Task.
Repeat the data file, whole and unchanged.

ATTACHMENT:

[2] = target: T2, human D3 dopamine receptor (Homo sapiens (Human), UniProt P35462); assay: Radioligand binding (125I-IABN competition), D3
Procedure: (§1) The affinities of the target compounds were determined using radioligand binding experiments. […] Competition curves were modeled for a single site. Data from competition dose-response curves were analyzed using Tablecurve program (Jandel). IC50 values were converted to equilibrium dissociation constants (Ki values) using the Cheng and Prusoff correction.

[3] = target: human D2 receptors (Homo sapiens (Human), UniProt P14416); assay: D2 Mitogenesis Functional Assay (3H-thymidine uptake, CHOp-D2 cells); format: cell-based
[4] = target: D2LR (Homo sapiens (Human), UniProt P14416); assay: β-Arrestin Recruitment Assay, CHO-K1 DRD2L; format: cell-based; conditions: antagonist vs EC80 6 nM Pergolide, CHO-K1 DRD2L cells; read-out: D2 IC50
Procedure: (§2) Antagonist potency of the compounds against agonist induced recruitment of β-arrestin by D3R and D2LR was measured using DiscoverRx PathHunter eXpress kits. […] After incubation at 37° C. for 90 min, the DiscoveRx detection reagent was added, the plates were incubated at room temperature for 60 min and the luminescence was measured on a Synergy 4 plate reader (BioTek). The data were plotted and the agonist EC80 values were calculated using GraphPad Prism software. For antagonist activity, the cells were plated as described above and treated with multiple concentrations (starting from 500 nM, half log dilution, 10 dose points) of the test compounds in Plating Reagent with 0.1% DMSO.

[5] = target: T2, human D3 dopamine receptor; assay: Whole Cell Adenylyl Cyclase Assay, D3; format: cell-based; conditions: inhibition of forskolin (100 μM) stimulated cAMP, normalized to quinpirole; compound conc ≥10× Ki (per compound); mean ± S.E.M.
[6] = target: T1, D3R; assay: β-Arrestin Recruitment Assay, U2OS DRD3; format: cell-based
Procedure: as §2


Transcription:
[2] = target: T2, human D3 dopamine receptor (Homo sapiens (Human), UniProt P35462); assay: Radioligand binding (125I-IABN competition), D3
Procedure: (§1) The affinities of the target compounds were determined using radioligand binding experiments. […] Competition curves were modeled for a single site. Data from competition dose-response curves were analyzed using Tablecurve program (Jandel). IC50 values were converted to equilibrium dissociation constants (Ki values) using the Cheng and Prusoff correction.

[3] = target: human D2 receptors (Homo sapiens (Human), UniProt P14416); assay: D2 Mitogenesis Functional Assay (3H-thymidine uptake, CHOp-D2 cells); format: cell-based
[4] = target: D2LR (Homo sapiens (Human), UniProt P14416); assay: β-Arrestin Recruitment Assay, CHO-K1 DRD2L; format: cell-based; conditions: antagonist vs EC80 6 nM Pergolide, CHO-K1 DRD2L cells; read-out: D2 IC50
Procedure: (§2) Antagonist potency of the compounds against agonist induced recruitment of β-arrestin by D3R and D2LR was measured using DiscoverRx PathHunter eXpress kits. […] After incubation at 37° C. for 90 min, the DiscoveRx detection reagent was added, the plates were incubated at room temperature for 60 min and the luminescence was measured on a Synergy 4 plate reader (BioTek). The data were plotted and the agonist EC80 values were calculated using GraphPad Prism software. For antagonist activity, the cells were plated as described above and treated with multiple concentrations (starting from 500 nM, half log dilution, 10 dose points) of the test compounds in Plating Reagent with 0.1% DMSO.

[5] = target: T2, human D3 dopamine receptor; assay: Whole Cell Adenylyl Cyclase Assay, D3; format: cell-based; conditions: inhibition of forskolin (100 μM) stimulated cAMP, normalized to quinpirole; compound conc ≥10× Ki (per compound); mean ± S.E.M.
[6] = target: T1, D3R; assay: β-Arrestin Recruitment Assay, U2OS DRD3; format: cell-based
Procedure: as §2